A Marlborough Sounds resident has rubbished claims that a proposal to shift salmon farms in her backyard is the most popular resource management application in New Zealand aquaculture history.
Pelorus Sound woman Hanneke Kroon claims thousands of people are against the relocation plan, but because they made joint submissions, the popularity of the plan is skewed.
New Zealand King Salmon staff made about 140 individual submissions on the Ministry for Primary Industries proposal, according to a summary document.
Kroon claims the staff submissions, which could be more than the document suggests, significantly contributed to 69 per cent of the 591 submissions in favour of the ministry’s plan, first announced in January.
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However, New Zealand King Salmon chief executive Grant Rosewarne slammed her criticisms as “hollow” and “desperate”.
Most people who submitted in favour of moving the six King Salmon farms were also part of a group or family, Rosewarne said.
King Salmon sought more space for salmon farms several years ago, and the case went to a Board of Inquiry. That time there were 725 submissions opposing them, this time numbers had dropped to 157.
It was not hard to write a submission, Rosewarne said.
“You just have to write three words in an email.”
Rosewarne said earlier this month employees were free to make submissions if they wanted to, but not every employee made them and no-one was forced to make them.
Kroon, a Kenepuru and Central Sounds Residents Association member, said her group made a joint submission with the Pelorus Boating Club.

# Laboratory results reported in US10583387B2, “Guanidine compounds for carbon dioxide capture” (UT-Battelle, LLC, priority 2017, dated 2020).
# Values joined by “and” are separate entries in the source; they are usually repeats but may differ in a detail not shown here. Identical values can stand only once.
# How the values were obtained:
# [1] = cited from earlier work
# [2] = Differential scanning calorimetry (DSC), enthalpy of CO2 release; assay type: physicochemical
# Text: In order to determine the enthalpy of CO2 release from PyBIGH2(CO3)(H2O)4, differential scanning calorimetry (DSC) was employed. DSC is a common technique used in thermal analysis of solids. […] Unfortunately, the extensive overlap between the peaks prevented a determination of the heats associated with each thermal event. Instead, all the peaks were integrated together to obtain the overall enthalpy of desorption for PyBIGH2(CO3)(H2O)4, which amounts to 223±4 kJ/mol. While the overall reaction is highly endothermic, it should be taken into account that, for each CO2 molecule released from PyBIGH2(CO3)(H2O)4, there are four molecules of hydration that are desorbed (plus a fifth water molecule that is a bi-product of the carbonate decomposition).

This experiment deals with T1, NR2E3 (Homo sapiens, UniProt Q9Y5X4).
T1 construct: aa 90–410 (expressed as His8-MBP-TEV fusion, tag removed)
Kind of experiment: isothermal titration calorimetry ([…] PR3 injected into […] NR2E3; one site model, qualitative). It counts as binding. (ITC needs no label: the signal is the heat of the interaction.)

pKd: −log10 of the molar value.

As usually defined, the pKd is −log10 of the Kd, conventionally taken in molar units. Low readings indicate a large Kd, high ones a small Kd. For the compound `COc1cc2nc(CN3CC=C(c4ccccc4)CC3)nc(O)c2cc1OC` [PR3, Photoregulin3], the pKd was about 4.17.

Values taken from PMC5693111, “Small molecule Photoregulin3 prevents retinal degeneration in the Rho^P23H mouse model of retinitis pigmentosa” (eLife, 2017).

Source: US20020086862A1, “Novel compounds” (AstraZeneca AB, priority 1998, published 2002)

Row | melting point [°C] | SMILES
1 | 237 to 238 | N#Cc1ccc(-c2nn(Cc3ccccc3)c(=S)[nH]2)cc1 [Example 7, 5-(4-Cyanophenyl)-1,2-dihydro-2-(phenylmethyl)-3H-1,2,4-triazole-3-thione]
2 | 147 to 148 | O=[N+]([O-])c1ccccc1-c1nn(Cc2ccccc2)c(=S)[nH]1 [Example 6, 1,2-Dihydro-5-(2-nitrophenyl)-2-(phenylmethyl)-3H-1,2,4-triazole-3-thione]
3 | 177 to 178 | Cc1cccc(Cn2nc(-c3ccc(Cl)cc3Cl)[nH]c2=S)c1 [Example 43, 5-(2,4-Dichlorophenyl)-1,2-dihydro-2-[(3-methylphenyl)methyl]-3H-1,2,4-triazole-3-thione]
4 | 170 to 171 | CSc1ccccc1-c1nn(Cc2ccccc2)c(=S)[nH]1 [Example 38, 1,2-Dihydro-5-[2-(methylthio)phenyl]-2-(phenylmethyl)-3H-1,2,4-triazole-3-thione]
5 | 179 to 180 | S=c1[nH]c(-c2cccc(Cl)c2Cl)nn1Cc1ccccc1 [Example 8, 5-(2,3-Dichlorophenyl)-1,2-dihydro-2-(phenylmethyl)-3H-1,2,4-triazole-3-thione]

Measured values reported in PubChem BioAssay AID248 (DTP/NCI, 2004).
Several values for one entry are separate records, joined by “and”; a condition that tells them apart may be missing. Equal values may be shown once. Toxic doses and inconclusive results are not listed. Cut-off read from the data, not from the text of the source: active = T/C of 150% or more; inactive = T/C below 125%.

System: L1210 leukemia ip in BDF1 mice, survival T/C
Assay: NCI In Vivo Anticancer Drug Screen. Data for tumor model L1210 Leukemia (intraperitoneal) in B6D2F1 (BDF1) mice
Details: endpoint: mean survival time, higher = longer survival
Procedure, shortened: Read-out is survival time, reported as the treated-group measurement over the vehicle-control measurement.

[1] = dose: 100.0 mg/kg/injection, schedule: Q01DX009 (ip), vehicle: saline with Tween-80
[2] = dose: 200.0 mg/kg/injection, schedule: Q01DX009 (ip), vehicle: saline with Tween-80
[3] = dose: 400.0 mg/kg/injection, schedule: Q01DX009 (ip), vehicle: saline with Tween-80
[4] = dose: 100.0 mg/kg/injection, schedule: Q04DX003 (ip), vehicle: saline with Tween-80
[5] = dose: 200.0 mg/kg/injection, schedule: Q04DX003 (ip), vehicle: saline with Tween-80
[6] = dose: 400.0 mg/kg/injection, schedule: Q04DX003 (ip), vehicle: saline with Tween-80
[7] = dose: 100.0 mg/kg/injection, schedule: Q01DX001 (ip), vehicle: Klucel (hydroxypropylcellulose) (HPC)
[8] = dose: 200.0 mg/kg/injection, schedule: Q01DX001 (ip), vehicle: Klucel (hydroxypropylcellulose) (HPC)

The association had 280 members, while the boating club had more than 500 members, Kroon said.
Groups such as the Environmental Defence Society and Forest and Bird, which also made submissions, represented a large sector of the community, she said.
Fellow conservation groups Guardians of the Sounds and Friends of Nelson Haven also put in submissions opposing the plan.
Guardians of the Sounds member Claire Pinder said there were “several hundred” members of her group.
“[All of the residents’ associations, recreational fishers and environment groups] actually represent several thousand people who live or have homes in Marlborough or are active users of the Marlborough Sounds,” Pinder said.
When it came to the hearings, 55 people, businesses and organisations opposing the plan wanted to be heard, while only 37 people supporting the plan wanted to speak.
“The submitters opposing the plans are much more committed, they want their voice heard and many are willing to put in the extra effort of coming to Blenheim to talk to the commissioners,” Kroon said.
Some organisations, such as the Marlborough Chamber of Commerce, put in submissions supporting the plan.
General manager Stephen Gullery said there were more than 1300 email addresses on the chamber’s database, but would not say how many members there were.
“We submitted solely on a commercial basis,” he said. “I understand others in the Sounds have other issues.”
Rosewarne said compared to King Salmon’s previous court case around salmon farms the proposal was “much more positive”, as it was based on creating a better environmental outcome.
Kroon thought one of the most important submissions was from Forest and Bird, on the king shag population in the Pelorus Sound.
One of the proposed salmon farm sites was only 3 kilometres from a king shag colony and would have a “real detrimental effect on the feeding habitat”.
“Do we want to have king shag in the Marlborough Sounds or do we want to have king salmon? It’s one or the other,” she said.
Salmon farm hearings are continuing this week, with King Salmon, Guardians of the Sounds, and Green MP Steffan Browning due to speak on Wednesday.